Please use this identifier to cite or link to this item: http://hdl.handle.net/2440/56315
Type: Thesis
Title: Acetylcholine and posttraumatic stress disorder.
Author: Goble, Elizabeth A.
Issue Date: 2009
School/Discipline: School of Medicine : Psychiatry
Abstract: Posttraumatic Stress Disorder (PTSD) is a psychiatric condition that can develop following exposure to a traumatic event involving actual or threatened death or serious injury. Responses include intense fear, helplessness or horror. Symptoms are characterised into clusters, described as re-experiencing, avoidance, and arousal. These symptoms, which are also evident in other conditions, have been associated with dysfunctions in the central acetylcholinergic system. Benefits from administering acetylcholinesterase inhibitors (AChEI) to people suffering these symptoms have been demonstrated. Donepezil hydrochloride, a reversible inhibitor of the enzyme acetylcholinesterase, is used in the treatment of conditions with difficulties in cognitive function, but has not been used in PTSD. The aim of this thesis was to determine (1) whether there was a difference in the ACh system in people with PTSD and (2) whether administration of an AChEI would change the symtomatology. IDEX (I¹ ² ³ iododexetimide) has been useful in imaging muscarinic-ACh receptors using Single Photon Emission Computerised Tomography (SPECT) and was utilised to investigate whether cholinergic activity in PTSD is altered. One hundred and sixty eight potential subjects were screened and eleven PTSD subjects were enrolled in the IDEX SPECT study. Three healthy non-PTSD control subjects also completed the study. Due to technical complications only the data obtained from eight PTSD and two control subjects was available for analysis. Imaging data for 2 further healthy non-PTSD control subjects were obtained from another study. Sixteen subjects were enrolled in the donepezil open label study (assessed at baseline, Week 2, 6 and 10). Nine PTSD subjects completed the 10-week trial and seven withdrew prematurely (at or after Week 2) due to side effects or a worsening of PTSD symptoms. For the IDEX SPECT study, a voxel-by-voxel statistical analysis of the PTSD subject group versus the control group showed both areas of reduced and increased IDEX uptake. Significant clusters in the PTSD group with a reduced IDEX uptake centred around the bilateral hippocampus, left insula and right precuneus, while increased IDEX uptake appeared in the caudate head. For the donepezil study, in the per-protocol analysis (including only the 9 subjects that completed the protocol), all psychological assessments revealed a difference between the totals obtained at the Week 10 visit compared to those at the Baseline visit and the improvement was in the order of 51%. The intention-to-treat analysis (including all 16 subjects), a repeated measures Analysis of Variance (ANOVA) with a mixed models approach showed that all psychological measures demonstrated statistically significant benefits of the treatment. All subjects who completed the protocol recounted considerable improvement in their overall PTSD symptom profile, which covered symptoms in each of the three clusters. The results of the IDEX SPECT study suggest that alterations in ACh binding in PTSD are evident and may begin to explain a part of the altered cognitive symptomatology apparent in this condition. The pilot open label donepezil trial provided some preliminary evidence that treatment with an AChEI can lessen the intrusions and distress associated with traumatic memories in people with PTSD.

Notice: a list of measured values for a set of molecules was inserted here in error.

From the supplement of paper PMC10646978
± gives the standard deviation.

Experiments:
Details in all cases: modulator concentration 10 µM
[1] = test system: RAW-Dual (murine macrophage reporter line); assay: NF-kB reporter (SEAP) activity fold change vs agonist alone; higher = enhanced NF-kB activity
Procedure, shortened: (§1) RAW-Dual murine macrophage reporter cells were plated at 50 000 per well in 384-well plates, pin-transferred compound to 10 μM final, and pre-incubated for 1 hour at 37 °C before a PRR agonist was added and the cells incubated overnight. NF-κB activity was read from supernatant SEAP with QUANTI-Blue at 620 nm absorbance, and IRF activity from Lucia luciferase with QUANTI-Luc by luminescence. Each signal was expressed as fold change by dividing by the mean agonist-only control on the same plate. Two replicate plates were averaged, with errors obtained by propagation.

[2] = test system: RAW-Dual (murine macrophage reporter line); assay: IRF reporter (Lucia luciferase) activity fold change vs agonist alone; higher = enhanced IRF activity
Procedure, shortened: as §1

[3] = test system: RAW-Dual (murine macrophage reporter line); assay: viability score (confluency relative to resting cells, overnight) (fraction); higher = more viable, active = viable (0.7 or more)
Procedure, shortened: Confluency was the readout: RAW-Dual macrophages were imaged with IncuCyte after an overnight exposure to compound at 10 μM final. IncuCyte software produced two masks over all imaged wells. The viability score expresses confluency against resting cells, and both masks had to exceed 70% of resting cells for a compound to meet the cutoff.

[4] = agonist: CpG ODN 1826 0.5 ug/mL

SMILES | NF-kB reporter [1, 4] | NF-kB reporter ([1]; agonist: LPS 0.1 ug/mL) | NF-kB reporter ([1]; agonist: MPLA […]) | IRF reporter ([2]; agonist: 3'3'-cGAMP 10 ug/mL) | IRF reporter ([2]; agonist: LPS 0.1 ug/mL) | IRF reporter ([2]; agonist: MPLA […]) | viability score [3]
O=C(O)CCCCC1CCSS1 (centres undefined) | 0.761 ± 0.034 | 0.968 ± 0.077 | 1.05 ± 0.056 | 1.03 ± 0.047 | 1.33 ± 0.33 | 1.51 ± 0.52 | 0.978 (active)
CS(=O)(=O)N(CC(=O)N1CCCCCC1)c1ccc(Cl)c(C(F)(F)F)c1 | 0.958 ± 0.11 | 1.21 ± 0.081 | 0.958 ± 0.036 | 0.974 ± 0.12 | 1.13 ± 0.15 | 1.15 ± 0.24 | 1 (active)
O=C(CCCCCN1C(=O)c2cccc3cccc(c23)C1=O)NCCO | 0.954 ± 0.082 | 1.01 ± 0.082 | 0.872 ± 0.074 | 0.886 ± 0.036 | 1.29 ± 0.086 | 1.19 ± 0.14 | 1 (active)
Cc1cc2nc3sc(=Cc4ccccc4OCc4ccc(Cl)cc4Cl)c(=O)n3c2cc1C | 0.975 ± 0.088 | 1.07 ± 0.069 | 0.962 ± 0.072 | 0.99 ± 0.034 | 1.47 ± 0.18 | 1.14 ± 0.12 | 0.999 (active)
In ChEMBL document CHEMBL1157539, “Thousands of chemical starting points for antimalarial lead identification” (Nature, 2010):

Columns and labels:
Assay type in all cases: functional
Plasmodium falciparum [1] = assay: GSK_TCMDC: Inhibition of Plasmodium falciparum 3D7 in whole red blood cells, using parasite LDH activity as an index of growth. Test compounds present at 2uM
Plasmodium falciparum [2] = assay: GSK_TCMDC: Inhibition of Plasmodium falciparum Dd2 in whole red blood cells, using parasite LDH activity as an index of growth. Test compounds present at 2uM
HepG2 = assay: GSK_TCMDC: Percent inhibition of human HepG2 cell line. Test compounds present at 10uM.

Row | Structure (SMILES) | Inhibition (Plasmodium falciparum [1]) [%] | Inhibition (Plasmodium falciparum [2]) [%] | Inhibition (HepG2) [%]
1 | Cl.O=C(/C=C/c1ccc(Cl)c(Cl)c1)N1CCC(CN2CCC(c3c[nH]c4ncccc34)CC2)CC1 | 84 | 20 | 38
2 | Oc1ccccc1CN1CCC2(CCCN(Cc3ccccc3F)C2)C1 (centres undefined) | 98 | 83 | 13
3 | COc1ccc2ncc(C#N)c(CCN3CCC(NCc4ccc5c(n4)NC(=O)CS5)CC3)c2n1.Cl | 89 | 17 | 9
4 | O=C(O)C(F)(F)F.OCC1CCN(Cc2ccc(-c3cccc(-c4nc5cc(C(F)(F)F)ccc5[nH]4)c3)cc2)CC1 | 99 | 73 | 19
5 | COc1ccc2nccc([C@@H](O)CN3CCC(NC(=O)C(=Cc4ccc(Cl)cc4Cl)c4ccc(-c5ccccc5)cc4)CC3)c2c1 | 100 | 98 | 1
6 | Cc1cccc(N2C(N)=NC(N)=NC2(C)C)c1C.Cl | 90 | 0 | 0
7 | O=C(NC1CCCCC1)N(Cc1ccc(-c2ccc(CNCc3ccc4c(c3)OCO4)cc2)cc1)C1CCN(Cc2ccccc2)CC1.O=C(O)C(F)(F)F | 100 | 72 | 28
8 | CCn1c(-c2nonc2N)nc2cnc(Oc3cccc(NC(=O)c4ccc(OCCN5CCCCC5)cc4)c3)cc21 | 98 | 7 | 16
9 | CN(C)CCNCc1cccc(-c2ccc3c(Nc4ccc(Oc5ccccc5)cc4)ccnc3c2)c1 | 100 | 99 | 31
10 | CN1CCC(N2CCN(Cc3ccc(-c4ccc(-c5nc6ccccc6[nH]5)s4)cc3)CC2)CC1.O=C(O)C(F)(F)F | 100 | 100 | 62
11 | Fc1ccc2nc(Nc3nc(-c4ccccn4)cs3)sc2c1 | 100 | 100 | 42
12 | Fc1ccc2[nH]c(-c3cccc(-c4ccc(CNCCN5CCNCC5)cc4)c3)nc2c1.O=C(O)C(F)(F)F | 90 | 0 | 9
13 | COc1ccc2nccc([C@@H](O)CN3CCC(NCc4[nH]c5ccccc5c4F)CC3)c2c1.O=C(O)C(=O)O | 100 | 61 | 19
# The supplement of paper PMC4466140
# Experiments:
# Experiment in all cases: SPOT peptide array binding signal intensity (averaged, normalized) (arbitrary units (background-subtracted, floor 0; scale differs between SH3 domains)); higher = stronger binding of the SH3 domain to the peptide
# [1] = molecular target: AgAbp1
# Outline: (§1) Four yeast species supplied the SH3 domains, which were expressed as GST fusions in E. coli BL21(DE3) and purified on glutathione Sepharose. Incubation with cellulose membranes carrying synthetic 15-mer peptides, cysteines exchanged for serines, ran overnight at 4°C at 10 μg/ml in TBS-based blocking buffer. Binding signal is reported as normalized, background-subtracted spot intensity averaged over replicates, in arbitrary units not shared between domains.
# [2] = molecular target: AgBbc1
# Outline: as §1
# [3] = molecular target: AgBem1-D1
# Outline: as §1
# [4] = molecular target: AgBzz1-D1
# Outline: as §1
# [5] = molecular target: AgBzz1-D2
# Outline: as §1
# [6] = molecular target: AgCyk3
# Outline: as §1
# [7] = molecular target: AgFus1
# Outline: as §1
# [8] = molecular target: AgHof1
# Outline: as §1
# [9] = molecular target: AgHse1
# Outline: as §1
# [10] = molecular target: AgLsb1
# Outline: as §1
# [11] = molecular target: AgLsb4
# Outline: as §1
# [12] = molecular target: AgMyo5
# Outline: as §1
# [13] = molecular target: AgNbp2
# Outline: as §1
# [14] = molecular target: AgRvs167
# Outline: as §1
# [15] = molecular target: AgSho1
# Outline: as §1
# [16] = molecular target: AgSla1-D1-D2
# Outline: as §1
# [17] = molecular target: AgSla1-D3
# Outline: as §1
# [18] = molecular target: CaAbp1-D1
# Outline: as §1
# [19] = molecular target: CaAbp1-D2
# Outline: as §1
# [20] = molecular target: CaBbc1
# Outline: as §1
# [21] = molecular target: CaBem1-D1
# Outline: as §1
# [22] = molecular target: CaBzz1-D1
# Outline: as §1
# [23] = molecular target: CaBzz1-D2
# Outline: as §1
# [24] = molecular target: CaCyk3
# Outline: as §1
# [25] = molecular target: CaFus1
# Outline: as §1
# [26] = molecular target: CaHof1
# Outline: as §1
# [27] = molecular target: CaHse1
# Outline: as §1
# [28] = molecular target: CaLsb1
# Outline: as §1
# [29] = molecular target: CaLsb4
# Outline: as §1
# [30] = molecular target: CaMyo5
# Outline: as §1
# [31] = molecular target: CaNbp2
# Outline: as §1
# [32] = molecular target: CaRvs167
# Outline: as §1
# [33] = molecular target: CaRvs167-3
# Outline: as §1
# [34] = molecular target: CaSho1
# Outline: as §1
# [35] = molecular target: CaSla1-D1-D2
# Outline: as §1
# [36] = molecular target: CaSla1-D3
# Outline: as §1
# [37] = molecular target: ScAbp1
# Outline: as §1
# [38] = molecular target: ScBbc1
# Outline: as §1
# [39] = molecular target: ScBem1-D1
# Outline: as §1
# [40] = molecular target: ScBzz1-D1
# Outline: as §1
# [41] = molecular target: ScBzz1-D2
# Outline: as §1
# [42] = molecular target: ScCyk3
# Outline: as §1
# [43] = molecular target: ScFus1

Advisor: Hamilton-Bruce, Monica Anne
Barnden, Leighton
McFarlane, Alexander
Schrader, Geoffrey David
Dissertation Note: Thesis (M.Med.Sc.) -- University of Adelaide, School of Medicine, 2009
Subject: Acetylcholine.
Post-traumatic stress disorder.
Keywords: Posttraumatic Stress Disorder; PTSD; acetylcholine; ACh; IDEX; donepezil; SPECT; acetylcholinesterase inhibitor
Provenance: Copyright material removed from digital thesis. See print copy in University of Adelaide Library for full text.
Appears in Collections:Research Theses

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